American Fishermen Caught in Net of Regulations
For 37 years the waters off the coast of Mass. were a way of life for fishermen Bill Lee. Then, without warning - it all changed.
"NOAA took a career that I enjoyed and put me out of business," Lee said. "And laughed all the way to the bank."
NOAA is short for the National Oceanic and Atmospheric Administration - the federal agency that oversees the $3.9 billion dollar fishing industry.
CBS News chief investigative correspondent Armen Keteyian reports in 2009 NOAA fined Lee $19,000 for catching about 20 extra codfish - nearly three years after he caught them. A fine, he says, that destroyed his one-man operation.
"They just took it away," Lee said.
Now dozens of New England fishermen charge their livelihood is at risk. Sinking under the weight of 700 pages of confusing federal regulations.
"You almost have to have a college degree to understand what's really going on in this industry," said fisherman Richard Burgess.
Burgess said NOAA told him he had to pay $27,000 because of a problem with his paperwork.
"They just said if I tried to fight it and it goes in front of one of their judges - that I most likely - the fine will be between $120,000-$140,000," Burgess said.
An investigation by the Commerce Department's Inspector General found the regulations were "unduly complicated." Federal agents "overzealous" and "abusive." Excessive fines including one for $270,000 for "administrative errors."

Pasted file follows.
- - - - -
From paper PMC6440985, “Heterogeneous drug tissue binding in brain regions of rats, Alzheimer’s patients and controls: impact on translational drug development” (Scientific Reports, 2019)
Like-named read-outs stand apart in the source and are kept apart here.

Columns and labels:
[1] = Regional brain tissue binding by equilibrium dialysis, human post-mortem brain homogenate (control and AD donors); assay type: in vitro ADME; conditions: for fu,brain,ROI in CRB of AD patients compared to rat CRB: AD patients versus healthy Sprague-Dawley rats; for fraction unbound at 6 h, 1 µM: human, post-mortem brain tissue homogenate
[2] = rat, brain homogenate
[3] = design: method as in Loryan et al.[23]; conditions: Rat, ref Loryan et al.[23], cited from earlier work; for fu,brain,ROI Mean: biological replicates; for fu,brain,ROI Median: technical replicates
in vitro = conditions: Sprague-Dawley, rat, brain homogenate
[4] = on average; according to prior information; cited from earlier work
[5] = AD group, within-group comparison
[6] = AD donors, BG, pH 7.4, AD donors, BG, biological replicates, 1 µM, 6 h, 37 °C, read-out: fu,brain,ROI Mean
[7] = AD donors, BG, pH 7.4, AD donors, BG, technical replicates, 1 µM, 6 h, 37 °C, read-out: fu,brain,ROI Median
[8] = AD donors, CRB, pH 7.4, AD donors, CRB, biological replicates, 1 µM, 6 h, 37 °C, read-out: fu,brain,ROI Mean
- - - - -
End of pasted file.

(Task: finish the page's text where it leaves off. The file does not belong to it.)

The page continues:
"We're honest hard-working people," Burgess said. "And we have been treated as common criminals."
The inspector general found the $30 million the fishermen paid in fines went to a NOAA fund with no oversight. The fund was used by regulators to buy more cars (202) than agents (172,) and for trips to fishing conferences in exotic locales such as Australia, Malaysia and Norway. It was also used to purchase a $300,000 "luxury vessel" used by government employees for "fishing trips."
And according to this memo obtained by CBS News while under investigation NOAA officials in Washington had a "shredding party" destroying garbage bags full of documents.
The shredding truck pulled up right outside NOAA's enforcement headquarters, where the agency's top cop later admitted he destroyed 75 percent to 80 percent of his total files.
An investigation found the shredding violated five federal regulations but found no evidence of obstructing justice. The man was later removed from his job but remains at NOAA as an analyst, still making a six figure salary.
Eric Schwaab is the new head of Fisheries at NOAA. He came to the agency last February from the Maryland Department of Natural Resources armed with a mandate for change.
"We have worked hard over the last year to identify those problems and address those problems and to rebuild that trusting and productive relationship that we need with fishermen," Schwaab said.
For some, like Sen. Charles Grassley, change can't come soon enough.
"I want to make sure that heads roll," Sen. Grassley said. "Because you know in a bureaucracy, if heads don't roll, you don't change behavior.
Now a judge is reviewing at least 31 cases of fishermen caught up in the government's net to see if some of the fines should be returned.
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